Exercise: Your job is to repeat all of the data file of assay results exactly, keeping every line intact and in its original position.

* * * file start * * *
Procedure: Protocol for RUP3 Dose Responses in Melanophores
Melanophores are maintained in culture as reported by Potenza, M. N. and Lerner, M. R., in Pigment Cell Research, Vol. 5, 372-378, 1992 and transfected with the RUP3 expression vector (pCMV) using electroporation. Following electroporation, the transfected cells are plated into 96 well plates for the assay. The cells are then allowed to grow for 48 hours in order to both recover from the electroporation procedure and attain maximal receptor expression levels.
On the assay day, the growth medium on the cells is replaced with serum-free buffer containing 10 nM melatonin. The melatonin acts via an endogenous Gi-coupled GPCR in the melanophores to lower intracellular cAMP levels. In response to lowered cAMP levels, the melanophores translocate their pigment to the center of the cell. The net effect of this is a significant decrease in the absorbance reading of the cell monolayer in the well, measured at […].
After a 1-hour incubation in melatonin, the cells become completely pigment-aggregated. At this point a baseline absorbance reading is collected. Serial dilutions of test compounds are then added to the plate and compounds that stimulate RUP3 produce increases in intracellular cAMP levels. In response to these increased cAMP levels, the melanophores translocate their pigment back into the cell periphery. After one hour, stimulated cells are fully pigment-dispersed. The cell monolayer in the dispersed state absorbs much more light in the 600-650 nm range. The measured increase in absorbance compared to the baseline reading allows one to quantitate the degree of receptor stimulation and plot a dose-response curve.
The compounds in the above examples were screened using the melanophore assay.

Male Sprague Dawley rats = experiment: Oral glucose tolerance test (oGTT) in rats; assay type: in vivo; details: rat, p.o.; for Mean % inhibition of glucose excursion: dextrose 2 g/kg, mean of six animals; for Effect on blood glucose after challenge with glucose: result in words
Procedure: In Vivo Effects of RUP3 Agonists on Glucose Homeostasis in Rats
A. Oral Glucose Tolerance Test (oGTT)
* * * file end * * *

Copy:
Procedure: Protocol for RUP3 Dose Responses in Melanophores
Melanophores are maintained in culture as reported by Potenza, M. N. and Lerner, M. R., in Pigment Cell Research, Vol. 5, 372-378, 1992 and transfected with the RUP3 expression vector (pCMV) using electroporation. Following electroporation, the transfected cells are plated into 96 well plates for the assay. The cells are then allowed to grow for 48 hours in order to both recover from the electroporation procedure and attain maximal receptor expression levels.
On the assay day, the growth medium on the cells is replaced with serum-free buffer containing 10 nM melatonin. The melatonin acts via an endogenous Gi-coupled GPCR in the melanophores to lower intracellular cAMP levels. In response to lowered cAMP levels, the melanophores translocate their pigment to the center of the cell. The net effect of this is a significant decrease in the absorbance reading of the cell monolayer in the well, measured at […].
After a 1-hour incubation in melatonin, the cells become completely pigment-aggregated. At this point a baseline absorbance reading is collected. Serial dilutions of test compounds are then added to the plate and compounds that stimulate RUP3 produce increases in intracellular cAMP levels. In response to these increased cAMP levels, the melanophores translocate their pigment back into the cell periphery. After one hour, stimulated cells are fully pigment-dispersed. The cell monolayer in the dispersed state absorbs much more light in the 600-650 nm range. The measured increase in absorbance compared to the baseline reading allows one to quantitate the degree of receptor stimulation and plot a dose-response curve.
The compounds in the above examples were screened using the melanophore assay.

Male Sprague Dawley rats = experiment: Oral glucose tolerance test (oGTT) in rats; assay type: in vivo; details: rat, p.o.; for Mean % inhibition of glucose excursion: dextrose 2 g/kg, mean of six animals; for Effect on blood glucose after challenge with glucose: result in words
Procedure: In Vivo Effects of RUP3 Agonists on Glucose Homeostasis in Rats
A. Oral Glucose Tolerance Test (oGTT)